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Historic FirstsHow Symbolic Empowerment Changes U.S. Politics$
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Evelyn M. Simien

Print publication date: 2015

Print ISBN-13: 9780199314171

Published to Oxford Scholarship Online: October 2015

DOI: 10.1093/acprof:oso/9780199314171.001.0001

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The “New Black Voter” and Obama’s Presidential Campaign

The “New Black Voter” and Obama’s Presidential Campaign

Chapter:
(p.97) Chapter 5 The “New Black Voter” and Obama’s Presidential Campaign
Source:
Historic Firsts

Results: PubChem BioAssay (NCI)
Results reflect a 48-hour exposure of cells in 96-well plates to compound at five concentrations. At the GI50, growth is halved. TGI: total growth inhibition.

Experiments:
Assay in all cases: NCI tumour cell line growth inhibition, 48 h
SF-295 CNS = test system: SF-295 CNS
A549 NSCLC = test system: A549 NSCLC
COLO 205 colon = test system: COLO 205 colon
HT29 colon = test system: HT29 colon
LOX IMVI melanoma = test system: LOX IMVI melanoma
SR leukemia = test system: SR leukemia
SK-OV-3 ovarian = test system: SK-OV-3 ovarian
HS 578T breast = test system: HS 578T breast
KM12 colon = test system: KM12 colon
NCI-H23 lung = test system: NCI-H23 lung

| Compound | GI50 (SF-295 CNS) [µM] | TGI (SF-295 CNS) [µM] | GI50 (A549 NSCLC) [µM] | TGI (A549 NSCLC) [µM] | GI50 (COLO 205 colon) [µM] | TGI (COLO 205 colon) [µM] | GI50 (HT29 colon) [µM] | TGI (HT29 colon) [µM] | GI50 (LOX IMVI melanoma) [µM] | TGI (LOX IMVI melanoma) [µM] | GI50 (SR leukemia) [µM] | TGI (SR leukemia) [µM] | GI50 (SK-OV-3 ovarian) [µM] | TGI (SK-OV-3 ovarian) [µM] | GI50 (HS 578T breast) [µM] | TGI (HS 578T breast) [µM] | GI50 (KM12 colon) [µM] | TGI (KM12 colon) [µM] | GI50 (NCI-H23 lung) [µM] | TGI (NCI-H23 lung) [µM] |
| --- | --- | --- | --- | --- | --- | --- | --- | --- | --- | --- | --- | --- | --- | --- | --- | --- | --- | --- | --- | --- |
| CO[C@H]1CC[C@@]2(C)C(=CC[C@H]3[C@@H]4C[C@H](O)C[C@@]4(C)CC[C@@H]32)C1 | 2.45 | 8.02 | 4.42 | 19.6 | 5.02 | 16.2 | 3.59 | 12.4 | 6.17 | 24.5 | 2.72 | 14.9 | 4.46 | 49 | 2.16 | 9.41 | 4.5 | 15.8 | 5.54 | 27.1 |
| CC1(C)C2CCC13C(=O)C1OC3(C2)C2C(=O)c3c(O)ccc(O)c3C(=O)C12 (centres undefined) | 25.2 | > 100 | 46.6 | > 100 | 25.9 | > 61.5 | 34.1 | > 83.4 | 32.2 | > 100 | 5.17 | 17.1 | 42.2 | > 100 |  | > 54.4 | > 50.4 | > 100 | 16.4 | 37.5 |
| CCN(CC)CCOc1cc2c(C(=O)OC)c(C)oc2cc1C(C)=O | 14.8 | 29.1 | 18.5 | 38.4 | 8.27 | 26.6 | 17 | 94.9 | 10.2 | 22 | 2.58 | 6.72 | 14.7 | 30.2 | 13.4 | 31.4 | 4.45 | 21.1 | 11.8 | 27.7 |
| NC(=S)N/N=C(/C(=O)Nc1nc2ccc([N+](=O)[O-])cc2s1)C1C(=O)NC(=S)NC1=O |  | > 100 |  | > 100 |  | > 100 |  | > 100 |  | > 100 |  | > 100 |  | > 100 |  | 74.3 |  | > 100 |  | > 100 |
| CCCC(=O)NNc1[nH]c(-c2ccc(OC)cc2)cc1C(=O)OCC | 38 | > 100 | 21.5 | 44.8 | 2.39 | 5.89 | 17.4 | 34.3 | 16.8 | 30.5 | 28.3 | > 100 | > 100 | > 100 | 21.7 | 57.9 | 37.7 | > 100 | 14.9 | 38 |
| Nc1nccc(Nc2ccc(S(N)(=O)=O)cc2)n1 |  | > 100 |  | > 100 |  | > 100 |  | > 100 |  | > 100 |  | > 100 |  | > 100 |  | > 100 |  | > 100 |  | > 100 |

Author(s):

Sarah Cote Hampson

Publisher:
Oxford University Press
DOI:10.1093/acprof:oso/9780199314171.003.0005

The chapter uses data from the 2008 American National Election Studies (ANES) time series to examine symbolic empowerment and its impact on political behavior. The chapter reveals that voting in the nomination campaign—specifically, voting for the winning candidate—encouraged other forms of participation on the part of the African American electorate comprised of the newly registered and those previously registered who were similarly energized by Obama’s historic candidacy. Newcomer or not, African Americans were more likely to participate in all types of political behavior—including wearing campaign buttons, posting a lawn sign or bumper sticker, engaging in political talk for or against a candidate, donating money to the Democratic Party, and attending a speech or rally—in part because of the salience of racial group identification.

Keywords:   Barack Obama, new voter, racial group identification

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